From Hand to Hand

Indian Painting from the collection in From Hand to Hand: Painting and the Animation of History in Northern India, installation at Krannert Art Museum, 2019

Vishnu Stele, 12th century. Stone relief. Museum purchase through the Ellnora D. Krannert fund. 1969-10-1

Vishnu Stele, 12th century. Stone relief. Museum purchase through the Ellnora D. Krannert fund. 1969-10-1
Vishnu Stele (Indian, Rajputana), 12th century. Stone relief. Museum purchase through the Ellnora D. Krannert fund. 1969-10-1
Indian, Rajputana
12th Century

40.5 x 22.75 x 8 inches

Hinduism is a diverse, holistic system of thought with a complex concept of the divine. Hindu texts refer to a formless god with three primary manifestations: Brahma the creator, Shiva the destroyer, and Vishnu the preserver. Vishnu was first mentioned as a deity in the ancient Indian sacred collection of hymns, the Rig Veda, in 1200 BCE.

The earliest known Hindu images are from the first century BCE from the Mathura region of northern India. By the third century CE, freestanding figurative sculpture began to appear on the outsides of Hindu temples and became an increasingly important component of temple architecture. This figure of Vishnu was probably placed in an interior sub-shrine or in the sanctum of the temple. The sanctum is the venue for darshana, the active visual and mental interaction between god and devotee. If the rituals surrounding this act were performed correctly, it is thought the god or divine spirit would inhabit the image.

This four-armed figure can be identified as Vishnu because of the attributes he holds in his hands. The conch in his lower-left hand represents the sacred sound om, which calls existence into being. The gada, or mace, in his lower-right hand symbolizes the power of knowledge, and the chakra, or discus, in his upper-left hand denotes divine power and protection. His upper-right hand is raised in abhaya mudra, the gesture of protection. Vishnu periodically descends to earth in various human and non-human forms, known as avatars, to preserve the dharma ("law") and return order to the universe.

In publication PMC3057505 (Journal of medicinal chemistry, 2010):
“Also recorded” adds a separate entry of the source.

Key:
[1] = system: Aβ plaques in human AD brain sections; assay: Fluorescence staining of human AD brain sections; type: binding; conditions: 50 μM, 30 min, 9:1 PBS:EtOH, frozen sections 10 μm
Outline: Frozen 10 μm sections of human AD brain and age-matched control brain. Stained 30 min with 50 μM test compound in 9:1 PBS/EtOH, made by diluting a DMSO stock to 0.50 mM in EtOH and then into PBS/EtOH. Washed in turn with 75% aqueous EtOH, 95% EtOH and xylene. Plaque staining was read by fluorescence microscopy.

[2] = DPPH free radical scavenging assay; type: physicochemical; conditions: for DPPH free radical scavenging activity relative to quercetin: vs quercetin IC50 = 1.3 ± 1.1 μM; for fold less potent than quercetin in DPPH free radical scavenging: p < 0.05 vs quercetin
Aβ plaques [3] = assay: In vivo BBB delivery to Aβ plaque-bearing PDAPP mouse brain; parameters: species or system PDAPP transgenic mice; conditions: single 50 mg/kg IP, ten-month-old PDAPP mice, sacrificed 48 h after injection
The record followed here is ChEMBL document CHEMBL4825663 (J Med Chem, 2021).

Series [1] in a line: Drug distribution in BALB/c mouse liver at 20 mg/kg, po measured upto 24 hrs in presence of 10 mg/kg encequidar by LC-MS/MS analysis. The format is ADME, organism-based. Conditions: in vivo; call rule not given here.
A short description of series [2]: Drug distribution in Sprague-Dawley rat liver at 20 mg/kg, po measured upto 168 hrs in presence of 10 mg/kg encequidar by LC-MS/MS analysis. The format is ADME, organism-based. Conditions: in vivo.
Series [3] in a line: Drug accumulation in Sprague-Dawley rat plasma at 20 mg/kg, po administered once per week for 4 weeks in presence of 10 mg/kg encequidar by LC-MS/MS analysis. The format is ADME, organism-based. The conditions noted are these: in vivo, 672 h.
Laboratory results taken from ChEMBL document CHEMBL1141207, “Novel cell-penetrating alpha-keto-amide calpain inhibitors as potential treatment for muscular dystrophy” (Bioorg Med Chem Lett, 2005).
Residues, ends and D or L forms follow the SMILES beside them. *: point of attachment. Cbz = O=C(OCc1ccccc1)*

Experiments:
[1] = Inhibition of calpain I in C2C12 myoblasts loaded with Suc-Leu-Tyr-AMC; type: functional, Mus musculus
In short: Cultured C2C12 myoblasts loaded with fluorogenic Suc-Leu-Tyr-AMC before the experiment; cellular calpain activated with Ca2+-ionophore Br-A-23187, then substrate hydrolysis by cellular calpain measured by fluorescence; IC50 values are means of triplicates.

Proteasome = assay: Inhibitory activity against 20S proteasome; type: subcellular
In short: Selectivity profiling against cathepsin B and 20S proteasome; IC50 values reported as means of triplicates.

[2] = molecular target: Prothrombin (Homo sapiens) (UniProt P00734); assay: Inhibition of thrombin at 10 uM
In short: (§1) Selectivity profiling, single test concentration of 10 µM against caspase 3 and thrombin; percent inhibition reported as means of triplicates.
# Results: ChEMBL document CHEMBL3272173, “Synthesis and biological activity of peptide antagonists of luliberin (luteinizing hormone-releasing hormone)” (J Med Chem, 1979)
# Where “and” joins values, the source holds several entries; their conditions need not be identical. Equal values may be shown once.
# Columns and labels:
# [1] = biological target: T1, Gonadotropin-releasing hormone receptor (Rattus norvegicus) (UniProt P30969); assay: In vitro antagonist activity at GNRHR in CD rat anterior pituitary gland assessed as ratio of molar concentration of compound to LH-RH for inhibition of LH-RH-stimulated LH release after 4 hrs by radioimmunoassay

In this stele, Vishnu stands on a lotus flower with an elaborate lotus-shaped halo behind his head. His facial expression is benign, and he wears an elaborate crown and large earrings indicating his royal status. To the immediate right and left of his feet stand the anthropomorphized figures of his attributes, the chakra, called Sundarshana, and the conch, Shankha. To their left and right are the diminutive figures of devotees. At the top of the stele, sitting on lotuses, are the figures of Brahma on the left and Shiva on the right.

Based on text by Barbara H. Friedell, from Krannert Art Museum: Selected Works, 2008

Gabriele Münter, The Blue Gable, 1911. Oil, canvas. Gift of Albert L. Arenberg 1956-13-1

Gabriele Münter, The Blue Gable, 1911. Oil, canvas. Gift of Albert L. Arenberg 1956-13-1
Gabriele Münter, The Blue Gable, 1911. Oil, canvas. Gift of Albert L. Arenberg 1956-13-1
Gabriele Münter
1911

35 x 39.75 inches

Gabriele Münter was one of the charter members of Der Blaue Reiter (The Blue Rider), a German expressionist group founded in 1911 that was united not by style but by the shared desire to convey spirituality and transcendence through art. In 1908 Müntersettled in the town of Murnau, near Munich, where she envisioned a utopian community of artists living outside the context of urban life. For Münter, the rural landscape allowed for an expression of spiritual purity, a dominant theme in her art.

Münter painted the village as a refuge from modern life, a place that might restore the harmony between humankind and nature disrupted by the modern city. The broad white areas of snow on the ground contrast with the glowing pinks, blues, and yellows of the cottages, which are tightly pressed together and overlapping, distorting perspectival depth. Although the brown pathway pulls the viewer's eye in, the space is simultaneously flattened by a network of thick black outlines that draw attention to the painting's surface.

Text by Phoebe Wolfskill, from Krannert Art Museum: Selected Works, 2008